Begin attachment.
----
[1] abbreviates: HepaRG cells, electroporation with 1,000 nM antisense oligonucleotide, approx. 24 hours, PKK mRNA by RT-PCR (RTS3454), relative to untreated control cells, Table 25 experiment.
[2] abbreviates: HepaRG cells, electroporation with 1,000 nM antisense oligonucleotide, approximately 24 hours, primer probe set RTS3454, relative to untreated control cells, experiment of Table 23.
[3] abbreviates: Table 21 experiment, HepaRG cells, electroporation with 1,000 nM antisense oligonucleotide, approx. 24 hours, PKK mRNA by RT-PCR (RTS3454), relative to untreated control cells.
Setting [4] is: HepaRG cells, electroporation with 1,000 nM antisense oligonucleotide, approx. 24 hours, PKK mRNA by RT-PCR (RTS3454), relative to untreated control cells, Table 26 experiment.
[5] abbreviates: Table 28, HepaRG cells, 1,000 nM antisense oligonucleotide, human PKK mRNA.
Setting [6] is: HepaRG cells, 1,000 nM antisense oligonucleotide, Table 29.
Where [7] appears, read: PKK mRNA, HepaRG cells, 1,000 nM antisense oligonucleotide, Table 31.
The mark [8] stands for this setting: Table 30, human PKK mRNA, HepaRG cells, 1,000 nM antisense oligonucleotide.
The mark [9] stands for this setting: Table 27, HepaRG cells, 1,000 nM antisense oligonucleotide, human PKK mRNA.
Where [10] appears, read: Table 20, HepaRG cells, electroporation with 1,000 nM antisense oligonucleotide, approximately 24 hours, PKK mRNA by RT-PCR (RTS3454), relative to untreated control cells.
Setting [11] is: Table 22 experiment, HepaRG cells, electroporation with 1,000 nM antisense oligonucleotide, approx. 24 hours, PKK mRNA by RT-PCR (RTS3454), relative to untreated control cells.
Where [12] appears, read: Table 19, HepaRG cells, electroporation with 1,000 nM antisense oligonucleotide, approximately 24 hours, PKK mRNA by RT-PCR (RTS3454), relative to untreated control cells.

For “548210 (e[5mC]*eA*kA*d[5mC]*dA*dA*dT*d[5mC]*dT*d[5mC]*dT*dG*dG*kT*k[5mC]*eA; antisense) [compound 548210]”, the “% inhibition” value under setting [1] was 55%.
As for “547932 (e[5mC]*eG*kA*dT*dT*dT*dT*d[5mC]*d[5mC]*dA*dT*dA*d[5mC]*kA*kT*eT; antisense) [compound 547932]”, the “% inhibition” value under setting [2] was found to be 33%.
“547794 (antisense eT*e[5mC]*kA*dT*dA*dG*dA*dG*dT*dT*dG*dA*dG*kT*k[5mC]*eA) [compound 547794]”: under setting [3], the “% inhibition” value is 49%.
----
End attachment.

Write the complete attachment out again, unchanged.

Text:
[1] abbreviates: HepaRG cells, electroporation with 1,000 nM antisense oligonucleotide, approx. 24 hours, PKK mRNA by RT-PCR (RTS3454), relative to untreated control cells, Table 25 experiment.
[2] abbreviates: HepaRG cells, electroporation with 1,000 nM antisense oligonucleotide, approximately 24 hours, primer probe set RTS3454, relative to untreated control cells, experiment of Table 23.
[3] abbreviates: Table 21 experiment, HepaRG cells, electroporation with 1,000 nM antisense oligonucleotide, approx. 24 hours, PKK mRNA by RT-PCR (RTS3454), relative to untreated control cells.
Setting [4] is: HepaRG cells, electroporation with 1,000 nM antisense oligonucleotide, approx. 24 hours, PKK mRNA by RT-PCR (RTS3454), relative to untreated control cells, Table 26 experiment.
[5] abbreviates: Table 28, HepaRG cells, 1,000 nM antisense oligonucleotide, human PKK mRNA.
Setting [6] is: HepaRG cells, 1,000 nM antisense oligonucleotide, Table 29.
Where [7] appears, read: PKK mRNA, HepaRG cells, 1,000 nM antisense oligonucleotide, Table 31.
The mark [8] stands for this setting: Table 30, human PKK mRNA, HepaRG cells, 1,000 nM antisense oligonucleotide.
The mark [9] stands for this setting: Table 27, HepaRG cells, 1,000 nM antisense oligonucleotide, human PKK mRNA.
Where [10] appears, read: Table 20, HepaRG cells, electroporation with 1,000 nM antisense oligonucleotide, approximately 24 hours, PKK mRNA by RT-PCR (RTS3454), relative to untreated control cells.
Setting [11] is: Table 22 experiment, HepaRG cells, electroporation with 1,000 nM antisense oligonucleotide, approx. 24 hours, PKK mRNA by RT-PCR (RTS3454), relative to untreated control cells.
Where [12] appears, read: Table 19, HepaRG cells, electroporation with 1,000 nM antisense oligonucleotide, approximately 24 hours, PKK mRNA by RT-PCR (RTS3454), relative to untreated control cells.

For “548210 (e[5mC]*eA*kA*d[5mC]*dA*dA*dT*d[5mC]*dT*d[5mC]*dT*dG*dG*kT*k[5mC]*eA; antisense) [compound 548210]”, the “% inhibition” value under setting [1] was 55%.
As for “547932 (e[5mC]*eG*kA*dT*dT*dT*dT*d[5mC]*d[5mC]*dA*dT*dA*d[5mC]*kA*kT*eT; antisense) [compound 547932]”, the “% inhibition” value under setting [2] was found to be 33%.
“547794 (antisense eT*e[5mC]*kA*dT*dA*dG*dA*dG*dT*dT*dG*dA*dG*kT*k[5mC]*eA) [compound 547794]”: under setting [3], the “% inhibition” value is 49%.